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Neb. Attorney General: Platte County appointing election commissioner may be "constitutionally suspect"
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Neb. Attorney General: Platte County appointing election commissioner may be "constitutionally suspect"


Platte is one of a handful of counties in Nebraska facing some scrutiny after Nebraska Attorney General Doug Peterson this week called into question county officials appointing election commissioners.

In a seven-page opinion issued earlier this week, Peterson called the appointment of the position by the governor in Lancaster, Douglas and Sarpy Counties, as well as county commissioner appointments in Platte, Buffalo, Cass and Hall counties, “constitutionally suspect.”

The attorney general’s opinion, provided in response to a request from Lincoln’s Sen. Matt Hansen, was regarded highly by Civic Nebraska, which has made the argument that county election officials should be elected, not appointed.

“It is our view that the statutes providing for the appointment of commissioners and chief deputy election commissioners would, if challenged, be held unconstitutional by the Nebraska Supreme Court,” the attorney general’s opinion stated.

In most Nebraska counties, the duties of an election commissioner are handled by an elected official, typically a county clerk. The seven aforementioned counties, however, have their own election commissioner since they make up the majority of the state’s voting block, current Platte County Election Commissioner Connie Sebourn said.

Hansen said he will introduce legislation next year to make the change to an elective office in all counties.

"Ideally, there would be a transition into the next election," he said, during an interview with the Telegram’s sister newspaper, the Lincoln Journal Star. "But that timeline might be hard."

Hansen said he has not spoken to fellow legislators yet to gauge support for the change.

"I plan to reach out to colleagues now and hopefully we can achieve some consensus," he said.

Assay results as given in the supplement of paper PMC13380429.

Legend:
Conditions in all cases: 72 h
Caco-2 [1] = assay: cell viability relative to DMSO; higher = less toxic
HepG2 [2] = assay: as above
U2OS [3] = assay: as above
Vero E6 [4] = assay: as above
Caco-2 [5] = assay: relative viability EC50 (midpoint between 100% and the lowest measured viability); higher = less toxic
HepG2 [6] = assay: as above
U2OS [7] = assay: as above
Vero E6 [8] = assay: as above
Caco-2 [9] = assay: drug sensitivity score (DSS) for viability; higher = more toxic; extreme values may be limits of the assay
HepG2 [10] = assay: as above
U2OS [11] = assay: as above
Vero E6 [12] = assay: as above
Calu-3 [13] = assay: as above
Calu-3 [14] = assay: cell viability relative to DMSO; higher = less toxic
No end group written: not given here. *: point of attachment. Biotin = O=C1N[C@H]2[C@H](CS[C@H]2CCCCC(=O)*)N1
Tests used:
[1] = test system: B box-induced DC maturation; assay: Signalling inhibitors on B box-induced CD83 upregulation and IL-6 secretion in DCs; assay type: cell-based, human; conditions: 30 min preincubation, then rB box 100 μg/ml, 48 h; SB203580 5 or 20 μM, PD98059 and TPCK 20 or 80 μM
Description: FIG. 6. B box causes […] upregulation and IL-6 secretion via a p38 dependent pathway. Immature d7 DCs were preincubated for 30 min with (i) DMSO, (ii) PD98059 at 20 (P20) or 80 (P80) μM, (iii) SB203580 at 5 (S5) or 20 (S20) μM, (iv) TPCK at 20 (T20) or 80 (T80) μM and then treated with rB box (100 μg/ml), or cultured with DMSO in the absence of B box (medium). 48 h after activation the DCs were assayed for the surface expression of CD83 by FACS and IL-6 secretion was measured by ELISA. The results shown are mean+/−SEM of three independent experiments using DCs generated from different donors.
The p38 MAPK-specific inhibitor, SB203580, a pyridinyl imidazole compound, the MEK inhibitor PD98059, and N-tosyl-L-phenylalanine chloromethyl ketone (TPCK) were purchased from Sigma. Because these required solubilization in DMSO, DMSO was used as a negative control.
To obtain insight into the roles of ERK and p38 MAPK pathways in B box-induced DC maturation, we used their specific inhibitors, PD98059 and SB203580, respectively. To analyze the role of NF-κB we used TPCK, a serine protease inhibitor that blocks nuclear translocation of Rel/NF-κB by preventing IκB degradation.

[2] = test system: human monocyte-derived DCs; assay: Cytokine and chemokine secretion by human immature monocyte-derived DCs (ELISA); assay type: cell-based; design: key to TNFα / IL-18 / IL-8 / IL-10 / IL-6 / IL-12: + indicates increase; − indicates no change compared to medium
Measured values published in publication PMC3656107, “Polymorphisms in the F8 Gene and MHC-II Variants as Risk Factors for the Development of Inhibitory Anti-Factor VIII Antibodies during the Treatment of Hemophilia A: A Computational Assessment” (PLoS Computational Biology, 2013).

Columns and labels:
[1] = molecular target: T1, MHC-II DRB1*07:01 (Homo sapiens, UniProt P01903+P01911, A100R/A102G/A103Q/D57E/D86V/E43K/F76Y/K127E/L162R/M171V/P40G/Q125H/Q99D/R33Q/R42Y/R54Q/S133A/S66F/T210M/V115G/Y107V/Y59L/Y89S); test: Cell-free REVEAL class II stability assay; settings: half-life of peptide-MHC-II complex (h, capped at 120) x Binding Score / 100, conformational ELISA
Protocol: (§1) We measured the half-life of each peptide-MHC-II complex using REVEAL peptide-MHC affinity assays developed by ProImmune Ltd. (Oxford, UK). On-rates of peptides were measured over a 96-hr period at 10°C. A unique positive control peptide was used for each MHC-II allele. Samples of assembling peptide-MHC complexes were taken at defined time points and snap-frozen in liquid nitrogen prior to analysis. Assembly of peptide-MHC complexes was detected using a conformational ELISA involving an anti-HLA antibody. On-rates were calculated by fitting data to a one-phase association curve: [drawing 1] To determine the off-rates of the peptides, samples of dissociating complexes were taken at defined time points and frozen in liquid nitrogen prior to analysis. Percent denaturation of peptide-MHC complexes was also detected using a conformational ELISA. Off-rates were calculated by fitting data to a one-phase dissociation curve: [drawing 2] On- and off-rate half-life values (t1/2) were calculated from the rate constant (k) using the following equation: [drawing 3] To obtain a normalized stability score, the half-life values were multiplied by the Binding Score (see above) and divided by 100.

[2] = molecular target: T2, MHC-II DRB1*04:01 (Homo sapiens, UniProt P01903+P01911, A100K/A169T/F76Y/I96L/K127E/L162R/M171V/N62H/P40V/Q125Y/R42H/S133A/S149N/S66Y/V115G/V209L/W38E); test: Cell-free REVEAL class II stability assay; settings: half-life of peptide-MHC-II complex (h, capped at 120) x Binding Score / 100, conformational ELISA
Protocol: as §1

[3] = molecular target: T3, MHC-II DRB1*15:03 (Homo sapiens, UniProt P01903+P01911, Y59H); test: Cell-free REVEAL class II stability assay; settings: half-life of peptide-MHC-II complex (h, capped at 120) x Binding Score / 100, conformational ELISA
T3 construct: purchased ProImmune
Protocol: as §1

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"With the 2020 elections approaching, this matter should be addressed in a pragmatic way that will give citizens back their right to elect those who conduct elections in their counties," said John Cartier, director of voting rights for Civic Nebraska, through a provided statement.

If the Legislature fails to act, Carter said, Civic Nebraska would be prepared to legally challenge the standing of the unelected officials in a court filing.

"It has always been the right of Nebraska citizens to choose the officials who run their elections," he said. "And it is vital that all of Nebraska's elections are administered by officers that are chosen in accordance with the Nebraska Constitution."

Platte County recently had a changing of the guard on the election commissioner front. Longtime County Election Commissioner Diane Olmer stepped away from the position, handing the reins over to Sebourn on July 1 after manning the position for 23 years. She was appointed to the role by the county board.

The election commissioner is responsible for maintaining all voter registration records and conduction all primary, general and special elections, according to information provided on Platte County’s website. The office works in conjunction with the Nebraska Secretary of State’s office to ensure compliance with all state and federal election guidelines.

Should legislation pass calling for the position to be an elected one, Sebourn would have to go through the balloted process in a little more than three years.

“I would be in the market for running in an election at that point,” Sebourn said. “And that would be when Diane’s term is up in January 2023.”

She said she will take whatever decision is made in stride, and that the County Board of Supervisors will comply with whatever action – one way or the other – is taken.

“But right now, it’s business as usual at the courthouse,” Sebourn said.

Sam Pimper is the news editor of The Columbus Telegram. Reach him via email at The Journal Star's Don Walton contributed to this story.


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News Editor

Sam Pimper is the news editor of The Columbus Telegram, Schuyler Sun and The Banner-Press newspapers. He graduated with a bachelor's degree in journalism from the University of Nebraska-Lincoln in 2015.

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